Soylent Green is what’s for dinner
The future has been the subject of movies for many years, from Flash Gordon to Forbidden Planet (1956), but Soylent Green (1973) predicts a future of great melodramatic suffering. Many movies show possible futures on Earth, but also comment on issues and philosophies at the same time. This movie fits that mold, but Soylent Green predicts man’s future with great pessimism. The movie relies on social science and the comments of Thomas Robert Malthus, a scholar of the 19th century, who argued that the future population would grow faster than the amount of food available to them. In Soylent Green, poverty and economic upheaval are the result of overpopulation, creating a degenerative society with very little future.
This movie has gotten a lot of hate and criticism for the amount of melodrama and overacting, which I’m not sure is warranted. Yeah, the characters have bad wardrobes and the sets look right out of the 70s, but it’s still gritty and dark, like any other science fiction dystopia. What really brings this movie down is the melodrama, but if you can get over that, I think it still works just as well as most science fiction dytopias. They just take everything so seriously that there’s no room for anything else. That isn’t to say poverty and pain are light subjects, but there’s no contrast in the performances because everyone everywhere is down on their luck, depressed, or apathetic. Every single character.
The world is at a standstill and only the state can even come close to controlling society’s problems. Charlton Heston plays a detective, a man who is not destitute, but quite poor nonetheless. His character reminded me of all the arguments today about why teachers or police officers aren’t paid more. This movie works as a social comment on just about everything, but certainly isn’t much fun. I still watch it though, mostly for the drama, and to see Charlton Heston kick major ass as he controls the screen with his angry performance. And man, he’s angry.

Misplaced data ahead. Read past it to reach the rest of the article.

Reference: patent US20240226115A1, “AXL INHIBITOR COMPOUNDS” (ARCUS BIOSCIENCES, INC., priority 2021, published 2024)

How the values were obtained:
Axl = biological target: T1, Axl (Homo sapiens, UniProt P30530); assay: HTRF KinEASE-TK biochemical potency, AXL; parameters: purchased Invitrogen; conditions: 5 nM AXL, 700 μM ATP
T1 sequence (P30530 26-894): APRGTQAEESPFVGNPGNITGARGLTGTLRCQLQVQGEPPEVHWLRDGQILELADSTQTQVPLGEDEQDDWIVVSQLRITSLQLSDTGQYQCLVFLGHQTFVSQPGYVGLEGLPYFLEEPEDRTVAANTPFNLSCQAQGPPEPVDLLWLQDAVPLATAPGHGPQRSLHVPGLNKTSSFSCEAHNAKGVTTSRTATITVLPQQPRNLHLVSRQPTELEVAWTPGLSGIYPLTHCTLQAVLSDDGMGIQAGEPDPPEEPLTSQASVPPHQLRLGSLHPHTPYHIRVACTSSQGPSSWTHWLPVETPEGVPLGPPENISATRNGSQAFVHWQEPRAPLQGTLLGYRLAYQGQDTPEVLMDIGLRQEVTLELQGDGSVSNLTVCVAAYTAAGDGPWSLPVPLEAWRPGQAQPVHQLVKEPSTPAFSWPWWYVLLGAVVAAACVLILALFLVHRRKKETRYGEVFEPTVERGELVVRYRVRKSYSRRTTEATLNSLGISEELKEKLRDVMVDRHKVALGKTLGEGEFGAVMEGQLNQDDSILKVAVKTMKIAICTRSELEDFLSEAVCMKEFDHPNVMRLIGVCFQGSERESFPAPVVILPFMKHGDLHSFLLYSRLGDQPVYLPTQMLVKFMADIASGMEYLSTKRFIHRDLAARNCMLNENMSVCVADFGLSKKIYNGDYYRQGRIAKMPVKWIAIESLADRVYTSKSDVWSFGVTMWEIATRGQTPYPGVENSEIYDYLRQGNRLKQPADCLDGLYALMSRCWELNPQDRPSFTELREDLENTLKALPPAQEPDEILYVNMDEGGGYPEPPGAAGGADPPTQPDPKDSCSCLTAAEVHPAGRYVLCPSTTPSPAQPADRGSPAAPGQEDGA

His investigation in the movie takes him to rich locales, where the well-off live far beyond the situations of the poor. I’m not even sure if there is a middle class in this society, but the rich have everything they need and then some, even buying and selling people.
The year 2022 is a violent world. Soylent Green shows a riot amongst the poor when the supply of the soylent green food substitute has been exhausted, one of the things given to the poor like rations. Trucks shovel the poor out of the way and dump them like trash, perhaps the most obvious allusion in the film. Man’s inhumanity to man is a great theme within the film.
Morality breaks down within the world of Soylent Green. The state hides secrets and Heston seems to only mildly disturb the state’s one plan, a way to address the problem of overpopulation. There’s no way around it, this solution is immoral. Heston argues against it. They don’t address any other possible solution, because this movie isn’t about exploration of the problem, so much as a movie about the consequences. Heston doesn’t do much else than uncover the government’s secret plan, then is shuffled offscreen.